George Forbes (New Zealand politician)

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The Right Honourable
George William Forbes
George William Forbes.jpg
22nd Prime Minister of New Zealand
In office
28 May 1930 – 6 December 1935
Monarch George V
Governor General Charles Bathurst
George Monckton-Arundell
Preceded by Joseph Ward
Succeeded by Michael Joseph Savage
Constituency Hurunui
9th Leader of the Opposition
In office
13 August 1925 – 4 November 1925
6 December 1935 – 2 November 1936
Preceded by Thomas Wilford (1925)
Michael Joseph Savage (1935)
Succeeded by Harry Holland (1925)
Adam Hamilton (1936)
Personal details
Born (1869-03-12)12 March 1869
Lyttelton, Christchurch, New Zealand
Died 17 May 1947(1947-05-17) (aged 78)
Cheviot, New Zealand
Political party United, then National
Spouse(s) Emma Serena Gee
Children 3[1]
Religion Anglican

George William Forbes (/fɔrbz/; 12 March 1869 – 17 May 1947) served as the 22nd Prime Minister of New Zealand from 1930 to 1935. Few expected him to become Prime Minister when he did, and some believed him unsuitable for the post; it was his misfortune to hold office during the very worst period of the Great Depression. He nevertheless remained in power for five years. Often referred to as "Honest George", Forbes had a reputation for probity, rare debating skill, and impressive memory. His courteous and friendly attitude earned him the liking and respect of parliamentarians from all sides of the House. Throughout his time in national politics his Hurunui constituents held Forbes in high regard: even when Prime Minister he would roll up his sleeves and help load sheep from his farm on the railway wagons for market. Forbes headed the coalition government that eventually became the modern National Party.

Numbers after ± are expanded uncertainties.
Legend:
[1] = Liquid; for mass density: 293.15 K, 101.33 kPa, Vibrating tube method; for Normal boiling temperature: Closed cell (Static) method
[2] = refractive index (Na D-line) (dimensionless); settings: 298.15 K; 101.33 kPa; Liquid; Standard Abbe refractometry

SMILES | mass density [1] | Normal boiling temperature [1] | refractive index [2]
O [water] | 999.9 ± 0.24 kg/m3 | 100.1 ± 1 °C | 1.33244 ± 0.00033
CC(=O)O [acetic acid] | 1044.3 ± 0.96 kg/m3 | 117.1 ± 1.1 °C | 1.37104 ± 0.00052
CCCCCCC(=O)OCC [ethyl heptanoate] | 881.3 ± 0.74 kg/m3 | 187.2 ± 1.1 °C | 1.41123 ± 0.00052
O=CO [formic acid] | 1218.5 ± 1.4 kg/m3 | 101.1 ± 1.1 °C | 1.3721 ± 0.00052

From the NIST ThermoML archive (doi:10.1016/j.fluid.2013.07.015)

Early life[edit]

Forbes was born in Lyttelton, just outside the city of Christchurch. He gained his education at Christchurch Boys' High School in Christchurch, and did not attend university. He became known for his ability at sport, particularly in athletics, rowing, and rugby where he captained the Canterbury team. After finishing school he briefly worked in his father's ships' chandlery business in Lyttelton, but later established himself as a successful farmer near Cheviot, to the north of Christchurch. He quickly became active in the local politics of the region, particularly with regard to the Cheviot County Council and the Cheviot Settlers' Association.[2]

Entry to Parliament[edit]

Parliament of New Zealand
Years Term Electorate Party
1908–1911 17th Hurunui Liberal
1911–1914 18th Hurunui Liberal
1914–1919 19th Hurunui Liberal
1919–1922 20th Hurunui Liberal
1922–1925 21st Hurunui Liberal
1925–1928 22nd Hurunui Liberal
1928–1931 23rd Hurunui United
1931–1935 24th Hurunui United
1935–1936 25th Hurunui United
1936–1938 Changed allegiance to: National
1938–1943 26th Hurunui National

At the 1902 election, Forbes made his first attempt to enter national politics, standing for the Hurunui electorate. He stood as an independent, having failed to gain the Liberal Party nomination. He lost the election. At the 1908 election, however, he became the Liberal Party's official Hurunui candidate, and won the seat of Hurunui. He would hold this seat for thirty-five years.

Forbes remained a backbencher for some time, but became the Liberal Party's Whip when party leader Thomas Mackenzie became Prime Minister in March 1912. He retained this position when his party went into Opposition on 10 July 1912. However, he had considerably higher status within the party than his official responsibilities indicated, although few thought of him as a potential leader.